Afghan opposition foreign minister rejects 'moderate Taliban' concept
Saturday, October 20th 2001, 12:00 am
News On 6
DUSHANBE, Tajikistan (AP) _ The foreign minister of Afghanistan's opposition government on Saturday rejected the idea of including some members of the Taliban in a post-Taliban Afghanistan.
Secretary of State Colin Powell, mindful of neighboring Pakistan's wishes, recently suggested allowing moderate members of the hardline Islamic militia a role in a multifaceted government.
But Abdullah, the foreign minister of the government recognized by Western powers as Afghanistan's legitimate leadership, reaffirmed its opposition to including Taliban.
``There are no moderate Taliban. The term 'moderate' does not apply to the Taliban. The Taliban have as their international agenda cruelty and terrorism,'' said the minister, who uses one name.
He spoke to reporters after meeting with German Foreign Minister Joschka Fischer, who also said there was no place for the Taliban in the future of government in Afghanistan.
The Taliban control most of the country and have given shelter to Osama bin Laden, identified by the United States as the mastermind of last month's terror attacks.
Taliban positions have been bombarded by U.S.-led airstrikes for the past two weeks, raising the prospect of the Taliban being routed and concerns about how Afghanistan would be governed thereafter.
Abdullah's government, headed by President Burhanuddin Rabbani, is backed by groups of fighters known collectively as the ``northern alliance'' and the ``united front.'' The Rabbani government, which was driven from the capital Kabul in 1996, has been criticized for human rights violations and observers have warned that their return to power could bring more bloodshed to the country.
Abdullah declared that ``the northern alliance was part of the solution and they will be part of the solution. This does not mean that there is any power-brokering with the Taliban.''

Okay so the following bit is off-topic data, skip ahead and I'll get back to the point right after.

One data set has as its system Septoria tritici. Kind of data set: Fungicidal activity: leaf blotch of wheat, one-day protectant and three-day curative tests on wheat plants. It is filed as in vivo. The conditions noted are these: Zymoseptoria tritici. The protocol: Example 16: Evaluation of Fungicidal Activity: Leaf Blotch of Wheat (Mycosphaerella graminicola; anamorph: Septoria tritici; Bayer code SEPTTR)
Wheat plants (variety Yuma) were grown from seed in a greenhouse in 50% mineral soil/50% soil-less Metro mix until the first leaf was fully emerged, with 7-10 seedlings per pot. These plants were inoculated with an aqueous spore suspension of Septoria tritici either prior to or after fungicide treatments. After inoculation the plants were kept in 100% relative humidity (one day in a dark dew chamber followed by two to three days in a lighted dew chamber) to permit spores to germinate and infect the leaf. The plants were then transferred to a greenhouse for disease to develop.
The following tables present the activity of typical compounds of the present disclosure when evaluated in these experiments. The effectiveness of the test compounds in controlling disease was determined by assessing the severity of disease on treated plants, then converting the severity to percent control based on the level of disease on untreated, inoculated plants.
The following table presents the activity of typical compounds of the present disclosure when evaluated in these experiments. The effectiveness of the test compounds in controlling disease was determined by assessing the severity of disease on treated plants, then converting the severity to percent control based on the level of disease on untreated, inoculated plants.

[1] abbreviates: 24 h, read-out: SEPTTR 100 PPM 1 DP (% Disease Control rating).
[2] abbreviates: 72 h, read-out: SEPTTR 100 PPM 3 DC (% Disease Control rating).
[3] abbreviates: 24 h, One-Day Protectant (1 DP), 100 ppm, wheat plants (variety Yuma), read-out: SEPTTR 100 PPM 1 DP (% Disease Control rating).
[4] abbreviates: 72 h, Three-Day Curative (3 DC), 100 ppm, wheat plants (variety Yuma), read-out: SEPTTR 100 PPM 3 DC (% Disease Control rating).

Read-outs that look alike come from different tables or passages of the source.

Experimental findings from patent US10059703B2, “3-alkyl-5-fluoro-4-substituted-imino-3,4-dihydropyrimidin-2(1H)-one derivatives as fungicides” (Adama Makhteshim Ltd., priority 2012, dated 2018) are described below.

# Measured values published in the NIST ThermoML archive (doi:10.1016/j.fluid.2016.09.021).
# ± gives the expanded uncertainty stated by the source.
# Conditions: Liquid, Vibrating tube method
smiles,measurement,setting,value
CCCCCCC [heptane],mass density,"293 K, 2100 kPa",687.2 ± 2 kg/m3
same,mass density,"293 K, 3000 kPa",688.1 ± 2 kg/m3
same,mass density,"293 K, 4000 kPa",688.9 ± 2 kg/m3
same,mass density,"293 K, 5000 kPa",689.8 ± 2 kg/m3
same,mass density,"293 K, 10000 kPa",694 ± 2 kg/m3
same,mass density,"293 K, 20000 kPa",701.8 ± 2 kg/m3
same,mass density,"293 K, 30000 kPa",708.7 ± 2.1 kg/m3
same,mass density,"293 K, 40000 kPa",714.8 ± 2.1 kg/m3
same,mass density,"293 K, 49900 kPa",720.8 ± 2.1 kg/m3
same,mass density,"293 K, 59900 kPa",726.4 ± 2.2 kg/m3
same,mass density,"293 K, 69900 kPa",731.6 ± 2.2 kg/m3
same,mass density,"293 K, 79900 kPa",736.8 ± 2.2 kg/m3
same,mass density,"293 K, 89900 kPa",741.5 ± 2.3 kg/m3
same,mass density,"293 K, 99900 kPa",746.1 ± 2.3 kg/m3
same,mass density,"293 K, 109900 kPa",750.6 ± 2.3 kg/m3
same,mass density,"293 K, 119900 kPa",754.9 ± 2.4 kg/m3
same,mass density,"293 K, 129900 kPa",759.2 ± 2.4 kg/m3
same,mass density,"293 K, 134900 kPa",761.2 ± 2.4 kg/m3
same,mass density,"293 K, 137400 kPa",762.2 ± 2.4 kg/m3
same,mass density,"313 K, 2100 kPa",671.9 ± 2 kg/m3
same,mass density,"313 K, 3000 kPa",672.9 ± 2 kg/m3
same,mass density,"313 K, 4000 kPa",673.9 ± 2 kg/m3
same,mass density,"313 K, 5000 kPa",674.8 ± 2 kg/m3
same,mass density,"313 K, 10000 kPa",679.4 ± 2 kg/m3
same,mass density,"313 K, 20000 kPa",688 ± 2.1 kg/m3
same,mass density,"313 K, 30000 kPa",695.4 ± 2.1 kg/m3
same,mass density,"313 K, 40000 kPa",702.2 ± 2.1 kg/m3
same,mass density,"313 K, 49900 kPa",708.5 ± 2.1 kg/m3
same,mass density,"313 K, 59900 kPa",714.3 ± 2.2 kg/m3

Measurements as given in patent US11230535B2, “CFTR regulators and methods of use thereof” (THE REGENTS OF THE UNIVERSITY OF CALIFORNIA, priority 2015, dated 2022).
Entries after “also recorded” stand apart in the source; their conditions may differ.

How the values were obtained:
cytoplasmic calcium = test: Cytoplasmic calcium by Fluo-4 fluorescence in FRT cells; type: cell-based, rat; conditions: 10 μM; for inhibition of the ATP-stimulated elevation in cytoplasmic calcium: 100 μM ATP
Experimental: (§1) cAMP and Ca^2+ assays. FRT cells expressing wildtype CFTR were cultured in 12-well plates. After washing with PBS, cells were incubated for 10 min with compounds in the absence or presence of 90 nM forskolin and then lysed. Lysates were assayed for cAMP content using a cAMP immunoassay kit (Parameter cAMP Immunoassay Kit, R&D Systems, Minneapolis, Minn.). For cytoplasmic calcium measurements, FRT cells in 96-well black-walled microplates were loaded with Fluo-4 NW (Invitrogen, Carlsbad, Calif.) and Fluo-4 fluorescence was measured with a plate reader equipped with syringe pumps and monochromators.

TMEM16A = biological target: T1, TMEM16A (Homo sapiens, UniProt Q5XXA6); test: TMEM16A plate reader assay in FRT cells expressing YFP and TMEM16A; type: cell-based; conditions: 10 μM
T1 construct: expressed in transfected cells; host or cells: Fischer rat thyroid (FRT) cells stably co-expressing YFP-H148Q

Along with religious and ideological differences, the Afghanistan conflict reflects the country's ethnic divisions. The Taliban are primarily Pashtun while the northern alliance consists of five groups centered on various ethnicities; among them is the strongly Pashtun Ittehad-e-Islami.
That range, argued Abdullah, gives the northern alliance legitimacy in post-Taliban Afghanistan.
``The Pashtuns are part of the united front and they will be part of the solution,'' he said. ``The solution should not be based on ethnic division but on cooperation.''
Many in the international community are promoting Afghanistan's former king Mohammed Zaher Shah, who was deposed in 1973, as a possible unifying figure for Afghanistan. The Rabbani government has given mixed signals on how it regards the former king and his possible new role.
Abdullah gave an equivocal assessment: ``The former king will play a role in finding a future for Afghanistan. Any person can, actually any person can, actually, as long as he brings peace to the people and the right of self-determination.''
Tajikistan, which has a 750-mile border with Afghanistan, has attracted growing attention as a strategic key in the conflict, both as a potential military staging point and as the most convenient place to marshal humanitarian efforts for the conflict-wrecked country.